With 76% of businesses planning long-term IT changes this year and IT budgets declining, partnering for certain non-core services can help to reduce costs. In this article, I discuss how you might continue to deal with the important long-term issues when your resources are tight and probably focussed on urgent matters.
1. Business Development: Planning and execution
A lot has changed already and will continue to change but many of us are so focussed on the day job, and frankly, just surviving at present. It’s hard to pause, step outside, and take stock of the bigger picture. You know there is a better way to do things, but you are so busy doing things the old way that it’s hard to change direction. If this sounds like you, I would advise finding time for short engagements with a partner who can help you focus on a single key issue, identify the problem that needs solving, build a proof of concept, and then help you roll it out. Chess has adopted this agile approach since CV-19 started and our rate of delivery has increased significantly, with a much smaller internal team.
2. Training and Adoption
Many of us have found that even though we make changes to our businesses, and implement new systems and procedures, it’s really hard to get our people to adopt them. Add the rapidly changing functionality of online platforms such as M365 and it’s so hard to make sure that you are getting value from your investment. Then there is the expense of creating and maintaining your own training material and running courses. Working with an online training partner, you can pay a flat rate per user and access a range of prepopulated training material, add your own, and measure user engagement all from one platform that lives in the cloud so can be accessed from anywhere. We rolled this out internally about 2 years ago and have found huge benefits – especially since lockdown as more traditional training methods would simply not have worked with a widely distributed workforce.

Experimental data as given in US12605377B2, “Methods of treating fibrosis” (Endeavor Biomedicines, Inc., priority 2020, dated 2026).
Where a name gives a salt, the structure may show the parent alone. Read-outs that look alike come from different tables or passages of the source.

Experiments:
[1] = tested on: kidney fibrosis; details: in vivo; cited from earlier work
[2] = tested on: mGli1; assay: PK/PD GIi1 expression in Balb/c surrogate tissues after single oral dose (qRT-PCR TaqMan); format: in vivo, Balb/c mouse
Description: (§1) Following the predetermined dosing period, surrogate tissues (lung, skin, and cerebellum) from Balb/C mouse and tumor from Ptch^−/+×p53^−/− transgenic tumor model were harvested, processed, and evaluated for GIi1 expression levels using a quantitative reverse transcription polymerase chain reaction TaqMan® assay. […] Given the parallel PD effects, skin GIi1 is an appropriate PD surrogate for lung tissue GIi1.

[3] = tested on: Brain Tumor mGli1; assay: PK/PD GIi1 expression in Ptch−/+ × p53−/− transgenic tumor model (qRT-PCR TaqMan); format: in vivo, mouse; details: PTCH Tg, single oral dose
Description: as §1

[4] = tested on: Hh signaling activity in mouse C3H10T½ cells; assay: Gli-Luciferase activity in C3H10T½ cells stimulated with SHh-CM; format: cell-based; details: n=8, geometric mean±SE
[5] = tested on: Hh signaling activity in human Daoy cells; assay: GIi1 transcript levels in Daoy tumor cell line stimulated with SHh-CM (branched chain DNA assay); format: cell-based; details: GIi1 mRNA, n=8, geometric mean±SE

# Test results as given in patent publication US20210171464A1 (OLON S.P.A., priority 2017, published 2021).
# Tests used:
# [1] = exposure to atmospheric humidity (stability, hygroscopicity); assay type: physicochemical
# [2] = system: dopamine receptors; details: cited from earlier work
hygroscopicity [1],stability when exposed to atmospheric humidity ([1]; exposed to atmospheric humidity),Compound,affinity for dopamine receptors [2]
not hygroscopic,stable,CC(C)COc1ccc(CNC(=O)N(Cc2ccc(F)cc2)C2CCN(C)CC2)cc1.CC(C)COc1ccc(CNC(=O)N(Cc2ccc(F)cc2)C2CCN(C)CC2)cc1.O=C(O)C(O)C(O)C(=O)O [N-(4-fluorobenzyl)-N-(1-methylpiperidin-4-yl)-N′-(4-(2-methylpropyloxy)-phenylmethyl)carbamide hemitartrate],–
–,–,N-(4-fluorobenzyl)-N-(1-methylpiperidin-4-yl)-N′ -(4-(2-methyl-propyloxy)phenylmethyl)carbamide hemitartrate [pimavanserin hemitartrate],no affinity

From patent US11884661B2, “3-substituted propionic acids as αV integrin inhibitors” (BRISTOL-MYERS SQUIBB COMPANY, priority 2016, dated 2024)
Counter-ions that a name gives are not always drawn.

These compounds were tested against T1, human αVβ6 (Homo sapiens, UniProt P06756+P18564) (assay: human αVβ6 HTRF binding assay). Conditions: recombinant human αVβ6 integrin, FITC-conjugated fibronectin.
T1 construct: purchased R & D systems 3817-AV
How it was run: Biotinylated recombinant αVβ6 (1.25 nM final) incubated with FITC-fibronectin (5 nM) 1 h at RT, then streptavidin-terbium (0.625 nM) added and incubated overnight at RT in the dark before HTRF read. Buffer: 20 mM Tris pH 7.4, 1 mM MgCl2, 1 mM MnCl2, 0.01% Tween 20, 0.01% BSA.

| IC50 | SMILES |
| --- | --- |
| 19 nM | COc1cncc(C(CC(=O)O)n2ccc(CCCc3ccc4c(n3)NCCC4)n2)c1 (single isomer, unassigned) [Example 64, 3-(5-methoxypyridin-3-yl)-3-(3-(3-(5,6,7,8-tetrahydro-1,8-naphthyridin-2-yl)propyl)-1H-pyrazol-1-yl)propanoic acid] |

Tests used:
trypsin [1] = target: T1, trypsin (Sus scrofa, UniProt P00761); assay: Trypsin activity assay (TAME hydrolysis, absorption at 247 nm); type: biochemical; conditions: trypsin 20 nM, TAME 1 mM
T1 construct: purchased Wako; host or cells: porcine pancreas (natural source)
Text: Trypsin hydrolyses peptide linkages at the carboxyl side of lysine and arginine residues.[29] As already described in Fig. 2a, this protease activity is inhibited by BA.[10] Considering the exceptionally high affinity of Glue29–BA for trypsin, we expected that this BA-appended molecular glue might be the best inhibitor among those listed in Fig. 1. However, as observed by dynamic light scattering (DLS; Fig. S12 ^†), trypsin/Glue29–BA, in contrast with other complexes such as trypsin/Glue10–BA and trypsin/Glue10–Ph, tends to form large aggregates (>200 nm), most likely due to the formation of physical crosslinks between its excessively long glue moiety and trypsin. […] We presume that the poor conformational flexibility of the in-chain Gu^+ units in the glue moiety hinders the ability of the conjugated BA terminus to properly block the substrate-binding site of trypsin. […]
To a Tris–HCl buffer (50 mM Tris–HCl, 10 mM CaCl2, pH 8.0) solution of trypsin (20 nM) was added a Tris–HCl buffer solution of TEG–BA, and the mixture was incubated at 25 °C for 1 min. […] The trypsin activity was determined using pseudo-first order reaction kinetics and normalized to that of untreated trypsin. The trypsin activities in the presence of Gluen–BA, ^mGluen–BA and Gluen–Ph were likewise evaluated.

3. Security: Managed threat detection and response
Internal IT departments have never been more stretched for time, and the skills gaps in many areas are expensive and hard to fill. One area you cannot afford to ignore is securing your systems. As I have said in previous articles hackers are loving CV-19. People working from home are much more vulnerable to attack than people working inside the company firewall. Simply having the time and expertise to identify and deal with attacks is often beyond our IT teams. Outsourcing to a partner can get you the reassurance that you need and allow you to focus on the important work only you can do, running your business.
4. IT: Supporting remote workers
At Chess, we now have 300+ sites to look after as compared with 6 before CV-19. This creates huge challenges for our internal teams as remotely fixing issues (even on the kit we supplied) is logistically much harder than when users can be easily accessed face to face. Add to that the fact that many users are coming to grips with a new Unified Communications toolset (Teams, Zoom, Onedrive, Sharepoint, etc.) for the first time. Simply supporting the extra needs of your users is hard. Outsourcing end-user support to a partner is a good way of allowing your IT people to focus on core systems, whilst someone else takes care of your users' needs.
Managing the motivation and engagement of a widely distributed workforce is harder than doing it on a single site where everyone comes to you. Having access to an online tool to measure user morale, activity, and performance is a real bonus. We adopted engageyourpeople.com 3 years ago and this gives us great insight into how our people are feeling, with sentiment reporting from every one of our people once a month. This means we can keep an eye on things centrally even though we are not meeting the people face to face anymore.